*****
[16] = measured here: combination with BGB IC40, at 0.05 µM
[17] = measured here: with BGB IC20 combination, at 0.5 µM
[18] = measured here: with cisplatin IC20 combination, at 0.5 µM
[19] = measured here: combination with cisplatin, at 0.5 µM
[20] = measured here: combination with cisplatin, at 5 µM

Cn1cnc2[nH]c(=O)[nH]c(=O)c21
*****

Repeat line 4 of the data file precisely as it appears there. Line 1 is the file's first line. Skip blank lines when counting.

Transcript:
[19] = measured here: combination with cisplatin, at 0.5 µM